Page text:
[i] Reinert, Erik S. How Rich Countries Got Rich and Why Poor Countries Stay Poor. PublicAffairs (October 7, 2008)

[ii] Frieden, Jeffry A. Global Capitalism: Its Fall and Rise in the Twentieth Century. W. W. Norton & Company; Reprint edition (April 17, 2007)

[iii] Grandin, Greg. Empire’s Workshop. Latin America, the United States, and The Rise of The New Imperialism. Holt Paperbacks; Reprint edition (May 1, 2007)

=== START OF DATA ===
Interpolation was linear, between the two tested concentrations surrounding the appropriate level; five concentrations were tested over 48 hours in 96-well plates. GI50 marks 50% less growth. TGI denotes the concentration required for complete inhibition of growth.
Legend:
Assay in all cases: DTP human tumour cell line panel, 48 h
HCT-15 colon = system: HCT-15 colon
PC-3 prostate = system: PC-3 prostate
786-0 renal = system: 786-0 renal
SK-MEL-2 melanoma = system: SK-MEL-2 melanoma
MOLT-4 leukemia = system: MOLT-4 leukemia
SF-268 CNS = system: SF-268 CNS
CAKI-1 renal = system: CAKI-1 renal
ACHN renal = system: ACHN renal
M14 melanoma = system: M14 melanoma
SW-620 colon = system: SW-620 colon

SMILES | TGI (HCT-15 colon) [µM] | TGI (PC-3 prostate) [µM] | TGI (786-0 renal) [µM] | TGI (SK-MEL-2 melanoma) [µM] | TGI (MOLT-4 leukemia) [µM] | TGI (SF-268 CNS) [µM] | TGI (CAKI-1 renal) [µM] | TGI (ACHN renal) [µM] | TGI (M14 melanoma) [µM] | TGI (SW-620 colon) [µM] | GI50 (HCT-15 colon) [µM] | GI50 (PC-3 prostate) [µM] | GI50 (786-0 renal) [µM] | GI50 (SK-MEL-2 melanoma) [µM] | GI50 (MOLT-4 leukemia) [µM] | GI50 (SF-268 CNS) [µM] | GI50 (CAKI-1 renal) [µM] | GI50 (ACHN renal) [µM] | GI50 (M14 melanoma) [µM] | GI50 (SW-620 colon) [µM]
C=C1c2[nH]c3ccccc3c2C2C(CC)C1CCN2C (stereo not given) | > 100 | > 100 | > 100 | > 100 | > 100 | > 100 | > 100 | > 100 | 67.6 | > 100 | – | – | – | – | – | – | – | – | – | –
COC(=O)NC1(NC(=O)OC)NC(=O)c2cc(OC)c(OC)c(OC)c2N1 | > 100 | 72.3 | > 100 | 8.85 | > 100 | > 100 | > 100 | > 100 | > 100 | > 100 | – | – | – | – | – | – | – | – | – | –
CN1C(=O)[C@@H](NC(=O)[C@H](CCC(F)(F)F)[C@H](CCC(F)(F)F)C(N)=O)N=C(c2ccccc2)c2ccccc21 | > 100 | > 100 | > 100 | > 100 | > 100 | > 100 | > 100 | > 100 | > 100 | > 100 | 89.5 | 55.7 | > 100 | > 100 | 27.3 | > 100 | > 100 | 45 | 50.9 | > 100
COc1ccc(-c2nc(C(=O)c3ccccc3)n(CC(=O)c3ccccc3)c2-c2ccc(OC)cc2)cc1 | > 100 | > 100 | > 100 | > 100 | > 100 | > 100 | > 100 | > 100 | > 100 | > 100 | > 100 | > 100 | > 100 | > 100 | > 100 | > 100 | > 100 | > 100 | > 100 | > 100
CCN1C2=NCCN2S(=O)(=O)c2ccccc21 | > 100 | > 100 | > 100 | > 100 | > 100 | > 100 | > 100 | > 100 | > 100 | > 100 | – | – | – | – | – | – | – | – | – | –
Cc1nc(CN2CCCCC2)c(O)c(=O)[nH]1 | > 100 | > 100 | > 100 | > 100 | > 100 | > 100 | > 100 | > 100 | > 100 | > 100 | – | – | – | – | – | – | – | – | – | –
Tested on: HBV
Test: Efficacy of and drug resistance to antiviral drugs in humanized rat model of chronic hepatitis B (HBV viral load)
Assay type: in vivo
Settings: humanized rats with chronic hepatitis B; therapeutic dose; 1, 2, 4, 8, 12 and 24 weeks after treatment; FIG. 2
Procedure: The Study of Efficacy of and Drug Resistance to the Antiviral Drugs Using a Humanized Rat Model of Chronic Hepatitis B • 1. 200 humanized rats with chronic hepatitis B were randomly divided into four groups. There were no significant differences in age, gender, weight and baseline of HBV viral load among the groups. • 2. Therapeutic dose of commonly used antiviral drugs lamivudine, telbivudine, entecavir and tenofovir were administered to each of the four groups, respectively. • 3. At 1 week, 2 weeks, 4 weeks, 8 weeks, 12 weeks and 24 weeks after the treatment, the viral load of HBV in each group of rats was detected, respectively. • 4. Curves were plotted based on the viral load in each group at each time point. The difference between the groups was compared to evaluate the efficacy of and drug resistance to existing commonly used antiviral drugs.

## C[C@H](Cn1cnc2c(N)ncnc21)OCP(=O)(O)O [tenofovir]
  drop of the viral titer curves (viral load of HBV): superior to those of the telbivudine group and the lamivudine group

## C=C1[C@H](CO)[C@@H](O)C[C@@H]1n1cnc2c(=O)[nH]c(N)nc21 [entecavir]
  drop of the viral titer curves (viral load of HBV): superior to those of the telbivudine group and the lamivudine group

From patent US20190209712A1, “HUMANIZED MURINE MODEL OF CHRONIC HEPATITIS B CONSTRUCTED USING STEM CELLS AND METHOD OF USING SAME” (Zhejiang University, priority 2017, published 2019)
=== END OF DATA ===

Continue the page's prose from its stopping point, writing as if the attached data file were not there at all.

[iv] Frieden, Jeffry A. Global Capitalism: Its Fall and Rise in the Twentieth Century. W. W. Norton & Company; Reprint edition (April 17, 2007)

[v] Reich, Robert B. Supercapitalism: The Transformation of Business, Democracy, and Everyday Life. Vintage; Reprint edition (September 9, 2008)

[vi] Chang, Ha-Joon. Bad Samaritans. The Myth of Free Trade and The Secret History of Capitalism. Bloomsbury Press; Reprint edition (December 23, 2008)